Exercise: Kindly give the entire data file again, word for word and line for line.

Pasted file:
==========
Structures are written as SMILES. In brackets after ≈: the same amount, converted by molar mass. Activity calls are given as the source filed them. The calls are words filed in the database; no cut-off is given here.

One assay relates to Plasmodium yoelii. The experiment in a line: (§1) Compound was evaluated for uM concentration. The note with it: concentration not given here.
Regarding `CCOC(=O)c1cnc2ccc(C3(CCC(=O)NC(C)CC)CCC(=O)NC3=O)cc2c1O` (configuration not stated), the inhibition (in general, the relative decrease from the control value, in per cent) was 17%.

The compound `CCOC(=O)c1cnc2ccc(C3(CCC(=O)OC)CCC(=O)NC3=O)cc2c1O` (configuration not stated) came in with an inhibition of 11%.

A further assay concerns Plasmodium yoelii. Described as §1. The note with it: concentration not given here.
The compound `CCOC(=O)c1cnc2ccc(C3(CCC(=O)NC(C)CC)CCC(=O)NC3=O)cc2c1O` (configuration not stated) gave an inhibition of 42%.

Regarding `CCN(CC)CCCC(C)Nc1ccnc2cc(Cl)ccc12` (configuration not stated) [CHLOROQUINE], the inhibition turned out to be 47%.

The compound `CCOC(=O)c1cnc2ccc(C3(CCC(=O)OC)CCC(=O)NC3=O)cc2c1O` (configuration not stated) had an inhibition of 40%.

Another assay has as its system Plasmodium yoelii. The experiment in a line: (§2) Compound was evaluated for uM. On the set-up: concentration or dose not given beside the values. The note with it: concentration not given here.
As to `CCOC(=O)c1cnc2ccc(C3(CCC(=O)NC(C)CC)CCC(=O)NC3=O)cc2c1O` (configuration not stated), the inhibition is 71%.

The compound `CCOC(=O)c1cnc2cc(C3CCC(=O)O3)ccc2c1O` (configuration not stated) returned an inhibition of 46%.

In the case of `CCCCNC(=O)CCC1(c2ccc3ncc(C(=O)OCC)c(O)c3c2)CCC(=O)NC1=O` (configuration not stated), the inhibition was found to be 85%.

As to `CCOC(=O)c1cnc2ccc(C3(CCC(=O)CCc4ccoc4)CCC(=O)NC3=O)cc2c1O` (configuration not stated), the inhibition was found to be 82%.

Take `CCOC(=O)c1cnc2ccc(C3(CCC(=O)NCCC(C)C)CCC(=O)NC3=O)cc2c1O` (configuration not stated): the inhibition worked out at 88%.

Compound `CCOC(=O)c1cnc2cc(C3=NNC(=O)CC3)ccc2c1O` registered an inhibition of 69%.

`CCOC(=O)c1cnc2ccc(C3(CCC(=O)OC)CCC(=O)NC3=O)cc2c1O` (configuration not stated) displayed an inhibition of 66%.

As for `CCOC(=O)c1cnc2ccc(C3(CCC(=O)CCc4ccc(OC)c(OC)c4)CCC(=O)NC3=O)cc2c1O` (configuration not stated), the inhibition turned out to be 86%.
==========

Structures are written as SMILES. In brackets after ≈: the same amount, converted by molar mass. Activity calls are given as the source filed them. The calls are words filed in the database; no cut-off is given here.

One assay relates to Plasmodium yoelii. The experiment in a line: (§1) Compound was evaluated for uM concentration. The note with it: concentration not given here.
Regarding `CCOC(=O)c1cnc2ccc(C3(CCC(=O)NC(C)CC)CCC(=O)NC3=O)cc2c1O` (configuration not stated), the inhibition (in general, the relative decrease from the control value, in per cent) was 17%.

The compound `CCOC(=O)c1cnc2ccc(C3(CCC(=O)OC)CCC(=O)NC3=O)cc2c1O` (configuration not stated) came in with an inhibition of 11%.

A further assay concerns Plasmodium yoelii. Described as §1. The note with it: concentration not given here.
The compound `CCOC(=O)c1cnc2ccc(C3(CCC(=O)NC(C)CC)CCC(=O)NC3=O)cc2c1O` (configuration not stated) gave an inhibition of 42%.

Regarding `CCN(CC)CCCC(C)Nc1ccnc2cc(Cl)ccc12` (configuration not stated) [CHLOROQUINE], the inhibition turned out to be 47%.

The compound `CCOC(=O)c1cnc2ccc(C3(CCC(=O)OC)CCC(=O)NC3=O)cc2c1O` (configuration not stated) had an inhibition of 40%.

Another assay has as its system Plasmodium yoelii. The experiment in a line: (§2) Compound was evaluated for uM. On the set-up: concentration or dose not given beside the values. The note with it: concentration not given here.
As to `CCOC(=O)c1cnc2ccc(C3(CCC(=O)NC(C)CC)CCC(=O)NC3=O)cc2c1O` (configuration not stated), the inhibition is 71%.

The compound `CCOC(=O)c1cnc2cc(C3CCC(=O)O3)ccc2c1O` (configuration not stated) returned an inhibition of 46%.

In the case of `CCCCNC(=O)CCC1(c2ccc3ncc(C(=O)OCC)c(O)c3c2)CCC(=O)NC1=O` (configuration not stated), the inhibition was found to be 85%.

As to `CCOC(=O)c1cnc2ccc(C3(CCC(=O)CCc4ccoc4)CCC(=O)NC3=O)cc2c1O` (configuration not stated), the inhibition was found to be 82%.

Take `CCOC(=O)c1cnc2ccc(C3(CCC(=O)NCCC(C)C)CCC(=O)NC3=O)cc2c1O` (configuration not stated): the inhibition worked out at 88%.

Compound `CCOC(=O)c1cnc2cc(C3=NNC(=O)CC3)ccc2c1O` registered an inhibition of 69%.

`CCOC(=O)c1cnc2ccc(C3(CCC(=O)OC)CCC(=O)NC3=O)cc2c1O` (configuration not stated) displayed an inhibition of 66%.

As for `CCOC(=O)c1cnc2ccc(C3(CCC(=O)CCc4ccc(OC)c(OC)c4)CCC(=O)NC3=O)cc2c1O` (configuration not stated), the inhibition turned out to be 86%.